Sun damage is one of the things I’m very passionate about and will try and prevent in myself and clients at all costs. This is a re-post of mine that I’ve edited.

When we ‘tan’, we get a gorgeous healthy plump looking complexion and, let’s be honest, we all look pretty damn good. The problem is that this healthy look is actually damaging our skin quite severely.

Being tanned comes back from when only the rich would go on holiday, and it was a sign of wealth and a good lifestyle. Unfortunately, this fad has very much stuck.

When our skin comes into contact with Sun Light which is properly known as UVA and UVB radiation, it cuts through our skin, damaging cells pretty damn quickly. Our body then gives the call that we’re under attack and everything goes into battle stations. Our skin immediately produces the dark colour that we see and sends it to the surface as quickly as it can.

This colour acts as an umbrella, shielding our skin from further damage whilst the body get’s to work fixing the damaged cells. That’s why after you burn, you go reaaaaaally brown, but also why you peel, as you’ve killed a huge amount of skin cells that all peel away…

So when you sunbathe for 6 hours per day on holiday or, heaven forbid, USE A TANNING BED, you’re just damaging your skin. Now when we’re younger, it looks all nice and smooth, and the colour just fades and all is well again. As sun-lovers age, their skin turns to leather, like a fine leather manbag. This is because collagen and elastin (the springy stuff in our skin that keeps everything where it is), has perished and the bodies priority is not to replace it unfortunately, it has better things to worry about. Then the skin’s ability to produce the melanin colour becomes a bit faulty and it comes up in blotches and patches, which are known as age spots.

If you don’t suffer from this yourself yet, go to Liverpool and look about (I’m sorry, bit its kind of true). So here’s info about exactly what’s going on, and how you can defend yourself, quickly, cheaply and easily. An ounce of prevention is worth a pound of cure, I read that somewhere, I think, Dr Ellen Marmur’s Book? it’s good, buy it.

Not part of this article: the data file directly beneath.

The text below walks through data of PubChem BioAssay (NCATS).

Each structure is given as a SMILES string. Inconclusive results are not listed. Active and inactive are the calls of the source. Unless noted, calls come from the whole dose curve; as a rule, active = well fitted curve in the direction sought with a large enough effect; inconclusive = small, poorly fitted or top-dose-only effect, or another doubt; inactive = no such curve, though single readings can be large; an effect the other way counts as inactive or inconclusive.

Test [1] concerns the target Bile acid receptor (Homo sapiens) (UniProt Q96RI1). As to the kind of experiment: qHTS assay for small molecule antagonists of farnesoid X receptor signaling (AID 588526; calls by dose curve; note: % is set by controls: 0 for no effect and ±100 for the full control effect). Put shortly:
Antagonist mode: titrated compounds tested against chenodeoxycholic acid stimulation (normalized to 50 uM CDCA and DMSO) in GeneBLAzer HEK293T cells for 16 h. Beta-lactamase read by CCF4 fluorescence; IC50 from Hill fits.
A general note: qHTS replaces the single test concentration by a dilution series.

UV Age

These rays penetrate the skin deeper and cut through your skins support structure, this creates the lines and wrinkles we commonly associate with ageing.

UV Burn

These burn the skin, and cause it to go into a sudden repair cycle. When we tan, we are basically destroying a whole load of skin cells, and, as I said before, the skin sends colour to the surface to try and protect itself. The darker you go, the more damage you are doing.


Always use what’s called broad spectrum sunscreens, these have UVA and UVB written on the bottle. Use this every day, even in December on a day of -5 degrees, and a minimum of SPF30, just because it’s cloudy and cold, doesn’t mean your much better protected, ‘cause you ‘aint!

Much of this star rating crap and made up rubbish is just to sell the product to you, as long is its advertised as broad-spectrum, long lasting, solar resistant (cheap sunscreens can wear away in the sun, stupid, I know), and water resistant (so you don’t sweat it off, but always reapply after swimming), then with all this, you’re more or less safe.

Physical Sun Screens

These are great for really sensitive skins, as they sit on the surface and are often mineral derived. These are great for milling around doing day to day things, as they don’t offer the same heightened protection as our next type.

Chemical Sun Screens

Offer a much higher level of protection, but check your skin against them, make sure they don’t irritate you but if you’re not particularly sensitive, then this should be fine. This type is great for holidays, especially if you spend all day outside (which you shouldn’t and I’ll explain that now).

“So Thom, so we’re all going to shrivel up and go blotchy and wrinkly just by having fun, what more could you possible add to this?” Well, you also have to time how long you spend in the sun. This you do by working out your sun exposure time, against your SPF.

  • We know that you can be in the sun for around 15 minutes before the skin begins to become damaged. OK
  • Therefore, take the SPF number, for example, SPF25, and multiply that by the 15 minutes. =375minutes (around 6 and a half hours)
  • This means that you can be in the sun for around 6 and a half hours and still remain adequately protected (although in high sun, you should really not be in the long in one go)
  • After you’ve had that exposure time though, that’s it, get inside, as reapplication will do nothing, your skin has had it’s fill for the day and can take no more.

So on holiday this year. Wear a hat, wear sunglasses and WEAR AN SPF, and when you come back, to the miserable British rain, WEAR AN SPF.

Happy Sunning!

Leave a Reply